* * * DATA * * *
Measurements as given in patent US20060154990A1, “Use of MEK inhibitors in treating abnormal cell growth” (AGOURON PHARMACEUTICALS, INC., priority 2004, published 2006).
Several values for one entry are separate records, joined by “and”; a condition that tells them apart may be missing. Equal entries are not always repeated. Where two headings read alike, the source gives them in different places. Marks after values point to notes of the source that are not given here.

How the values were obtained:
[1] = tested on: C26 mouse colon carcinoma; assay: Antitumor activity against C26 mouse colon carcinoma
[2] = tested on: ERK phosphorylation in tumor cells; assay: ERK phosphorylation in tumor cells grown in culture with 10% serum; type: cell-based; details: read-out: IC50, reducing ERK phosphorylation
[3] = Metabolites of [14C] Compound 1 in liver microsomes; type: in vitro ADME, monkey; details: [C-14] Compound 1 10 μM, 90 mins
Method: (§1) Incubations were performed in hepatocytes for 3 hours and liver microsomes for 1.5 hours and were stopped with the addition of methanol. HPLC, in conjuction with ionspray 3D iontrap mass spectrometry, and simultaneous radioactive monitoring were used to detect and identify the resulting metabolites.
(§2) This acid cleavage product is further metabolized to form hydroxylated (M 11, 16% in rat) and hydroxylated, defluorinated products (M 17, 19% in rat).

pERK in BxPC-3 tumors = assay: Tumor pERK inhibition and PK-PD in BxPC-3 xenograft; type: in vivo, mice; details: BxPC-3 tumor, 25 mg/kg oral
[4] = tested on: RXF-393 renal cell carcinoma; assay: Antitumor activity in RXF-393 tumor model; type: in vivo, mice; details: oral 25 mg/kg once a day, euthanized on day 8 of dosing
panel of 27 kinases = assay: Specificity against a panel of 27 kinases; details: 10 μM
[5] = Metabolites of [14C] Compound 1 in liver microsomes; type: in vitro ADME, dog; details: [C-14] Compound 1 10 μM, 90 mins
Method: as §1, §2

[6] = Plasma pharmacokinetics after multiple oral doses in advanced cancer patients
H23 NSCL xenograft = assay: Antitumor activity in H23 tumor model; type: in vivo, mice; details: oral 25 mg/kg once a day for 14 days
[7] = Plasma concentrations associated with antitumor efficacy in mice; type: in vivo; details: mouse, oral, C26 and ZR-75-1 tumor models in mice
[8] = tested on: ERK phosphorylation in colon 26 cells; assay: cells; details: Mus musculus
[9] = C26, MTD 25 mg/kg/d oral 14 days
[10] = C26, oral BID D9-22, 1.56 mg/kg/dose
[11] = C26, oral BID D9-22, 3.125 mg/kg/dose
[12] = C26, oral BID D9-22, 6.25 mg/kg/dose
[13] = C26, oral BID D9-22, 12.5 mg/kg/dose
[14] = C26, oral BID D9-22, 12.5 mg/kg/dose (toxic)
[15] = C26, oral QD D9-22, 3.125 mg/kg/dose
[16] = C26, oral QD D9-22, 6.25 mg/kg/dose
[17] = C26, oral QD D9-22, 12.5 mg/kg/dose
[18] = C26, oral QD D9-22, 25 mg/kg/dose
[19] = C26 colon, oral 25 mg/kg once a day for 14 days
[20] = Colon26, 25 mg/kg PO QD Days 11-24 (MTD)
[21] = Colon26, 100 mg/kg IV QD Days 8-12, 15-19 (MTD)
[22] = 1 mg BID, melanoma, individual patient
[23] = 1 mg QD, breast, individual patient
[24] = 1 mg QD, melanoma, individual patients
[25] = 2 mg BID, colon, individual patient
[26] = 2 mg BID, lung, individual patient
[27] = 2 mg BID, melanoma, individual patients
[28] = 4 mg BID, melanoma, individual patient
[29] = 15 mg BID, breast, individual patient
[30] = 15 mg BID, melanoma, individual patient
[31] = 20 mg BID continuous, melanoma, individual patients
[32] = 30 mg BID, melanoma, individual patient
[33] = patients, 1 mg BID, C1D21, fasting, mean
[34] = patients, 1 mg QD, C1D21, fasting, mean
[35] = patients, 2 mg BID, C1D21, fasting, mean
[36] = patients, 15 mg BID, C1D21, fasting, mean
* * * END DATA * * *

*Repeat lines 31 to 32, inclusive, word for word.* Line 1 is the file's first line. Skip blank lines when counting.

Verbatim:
[22] = 1 mg BID, melanoma, individual patient
[23] = 1 mg QD, breast, individual patient